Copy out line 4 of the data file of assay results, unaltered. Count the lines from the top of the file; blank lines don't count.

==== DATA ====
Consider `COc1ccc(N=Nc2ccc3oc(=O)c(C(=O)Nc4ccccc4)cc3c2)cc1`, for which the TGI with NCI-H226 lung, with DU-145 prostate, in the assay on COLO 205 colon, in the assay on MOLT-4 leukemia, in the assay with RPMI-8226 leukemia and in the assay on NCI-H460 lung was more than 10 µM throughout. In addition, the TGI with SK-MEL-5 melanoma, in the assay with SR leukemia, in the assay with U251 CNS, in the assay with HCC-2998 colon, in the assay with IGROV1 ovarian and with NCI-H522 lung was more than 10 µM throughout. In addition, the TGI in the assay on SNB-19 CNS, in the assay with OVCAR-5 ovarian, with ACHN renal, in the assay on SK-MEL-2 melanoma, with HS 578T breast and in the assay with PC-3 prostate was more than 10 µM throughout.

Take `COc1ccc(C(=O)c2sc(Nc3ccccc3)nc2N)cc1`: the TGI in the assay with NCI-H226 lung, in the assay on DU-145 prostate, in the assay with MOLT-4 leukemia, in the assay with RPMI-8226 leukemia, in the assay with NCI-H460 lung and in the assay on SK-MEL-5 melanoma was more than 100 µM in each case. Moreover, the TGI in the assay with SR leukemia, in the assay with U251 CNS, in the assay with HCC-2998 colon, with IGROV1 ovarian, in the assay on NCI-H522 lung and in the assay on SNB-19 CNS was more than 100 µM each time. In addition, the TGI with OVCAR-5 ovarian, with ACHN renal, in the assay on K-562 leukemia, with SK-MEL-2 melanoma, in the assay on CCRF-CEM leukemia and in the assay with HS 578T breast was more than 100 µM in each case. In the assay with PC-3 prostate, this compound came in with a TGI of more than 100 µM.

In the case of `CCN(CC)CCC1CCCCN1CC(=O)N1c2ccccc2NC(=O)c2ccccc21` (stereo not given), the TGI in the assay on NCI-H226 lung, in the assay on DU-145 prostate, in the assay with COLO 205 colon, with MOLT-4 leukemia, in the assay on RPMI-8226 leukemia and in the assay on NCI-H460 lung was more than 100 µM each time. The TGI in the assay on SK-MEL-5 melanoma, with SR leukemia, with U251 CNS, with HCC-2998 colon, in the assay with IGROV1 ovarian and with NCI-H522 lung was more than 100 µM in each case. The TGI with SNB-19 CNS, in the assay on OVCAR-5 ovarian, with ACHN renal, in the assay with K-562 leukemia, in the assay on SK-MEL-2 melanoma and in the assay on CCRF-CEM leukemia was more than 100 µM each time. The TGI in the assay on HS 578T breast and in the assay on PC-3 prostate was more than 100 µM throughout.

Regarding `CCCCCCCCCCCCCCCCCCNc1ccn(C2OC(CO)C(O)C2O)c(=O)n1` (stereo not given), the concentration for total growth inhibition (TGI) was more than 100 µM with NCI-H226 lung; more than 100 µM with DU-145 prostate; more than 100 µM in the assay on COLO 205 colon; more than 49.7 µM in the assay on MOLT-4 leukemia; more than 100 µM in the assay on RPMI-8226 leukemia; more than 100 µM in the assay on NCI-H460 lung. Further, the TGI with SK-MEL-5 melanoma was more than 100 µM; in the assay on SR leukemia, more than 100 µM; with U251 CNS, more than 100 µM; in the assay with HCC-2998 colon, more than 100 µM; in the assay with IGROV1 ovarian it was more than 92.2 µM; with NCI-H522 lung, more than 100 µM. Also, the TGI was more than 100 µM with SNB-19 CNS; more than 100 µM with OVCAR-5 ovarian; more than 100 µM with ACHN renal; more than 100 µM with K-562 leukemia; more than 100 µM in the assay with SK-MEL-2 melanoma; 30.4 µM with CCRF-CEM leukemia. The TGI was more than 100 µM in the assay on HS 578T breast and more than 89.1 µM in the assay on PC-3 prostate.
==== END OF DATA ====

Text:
Regarding `CCCCCCCCCCCCCCCCCCNc1ccn(C2OC(CO)C(O)C2O)c(=O)n1` (stereo not given), the concentration for total growth inhibition (TGI) was more than 100 µM with NCI-H226 lung; more than 100 µM with DU-145 prostate; more than 100 µM in the assay on COLO 205 colon; more than 49.7 µM in the assay on MOLT-4 leukemia; more than 100 µM in the assay on RPMI-8226 leukemia; more than 100 µM in the assay on NCI-H460 lung. Further, the TGI with SK-MEL-5 melanoma was more than 100 µM; in the assay on SR leukemia, more than 100 µM; with U251 CNS, more than 100 µM; in the assay with HCC-2998 colon, more than 100 µM; in the assay with IGROV1 ovarian it was more than 92.2 µM; with NCI-H522 lung, more than 100 µM. Also, the TGI was more than 100 µM with SNB-19 CNS; more than 100 µM with OVCAR-5 ovarian; more than 100 µM with ACHN renal; more than 100 µM with K-562 leukemia; more than 100 µM in the assay with SK-MEL-2 melanoma; 30.4 µM with CCRF-CEM leukemia. The TGI was more than 100 µM in the assay on HS 578T breast and more than 89.1 µM in the assay on PC-3 prostate.